Oskar Kaufmann was a Hungarian-Jewish architect. He was an expert in construction and design and was active in Berlin beginning in 1900.
|Born:||Oskar Kaufmann, February 02, 1873, Újszentanna, Austria-Hungary|
|Died:||June 22, 1956, Budapest, Hungary|
|Nationality:||Hungarian, American, Israeli|
|Alma mater:||University of Karlsruhe, Karlsruhe|
About Oskar Kaufmann
Hungarian-Jewish architect known for designing theaters, including the Kroll Opera House, the Hebbel Theater, the Renaissance Theater, each of which were in Berlin, the Neue Stadttheater in Vienna, and Tel Aviv’s Habima Theater.
He studied architecture in Budapest, then in Karlsruhe at the Grand Ducal Technical College, where he studied with such notables as Max Laeuger.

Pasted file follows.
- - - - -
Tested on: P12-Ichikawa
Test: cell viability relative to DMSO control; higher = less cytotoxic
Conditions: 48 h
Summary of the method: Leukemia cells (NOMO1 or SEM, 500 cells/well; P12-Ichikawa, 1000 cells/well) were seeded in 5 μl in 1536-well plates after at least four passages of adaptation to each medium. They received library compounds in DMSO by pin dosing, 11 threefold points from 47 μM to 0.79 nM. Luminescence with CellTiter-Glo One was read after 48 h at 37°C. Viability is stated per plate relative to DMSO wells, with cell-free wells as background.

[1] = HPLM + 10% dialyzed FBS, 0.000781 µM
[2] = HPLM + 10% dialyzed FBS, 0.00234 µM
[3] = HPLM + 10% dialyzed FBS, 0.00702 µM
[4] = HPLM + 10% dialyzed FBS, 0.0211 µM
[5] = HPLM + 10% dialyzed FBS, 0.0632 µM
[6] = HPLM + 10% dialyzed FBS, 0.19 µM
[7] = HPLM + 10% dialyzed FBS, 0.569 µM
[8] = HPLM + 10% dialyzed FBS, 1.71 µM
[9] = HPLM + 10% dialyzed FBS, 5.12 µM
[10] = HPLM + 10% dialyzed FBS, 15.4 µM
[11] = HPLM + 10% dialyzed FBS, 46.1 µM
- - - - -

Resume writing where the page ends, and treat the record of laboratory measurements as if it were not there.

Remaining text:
His work on The Krolloper (Kroll Opera House) took nine years.
His wealthy parents wanted him to be a pianist and would not support his architectural education. He married Emma Gonner, whose father was mayor of Baden-Baden, in 1903. He became a Christian in order to satisfy his father-in-law’s wishes.
He and Frank Gehry both became influential architects, albeit in different generations.
Information related to Oskar Kaufmann
- Hungarian emigrants to Israel
- Karlsruhe Institute of Technology alumni
- Hungarian architects
- Hungarian expatriates in Germany
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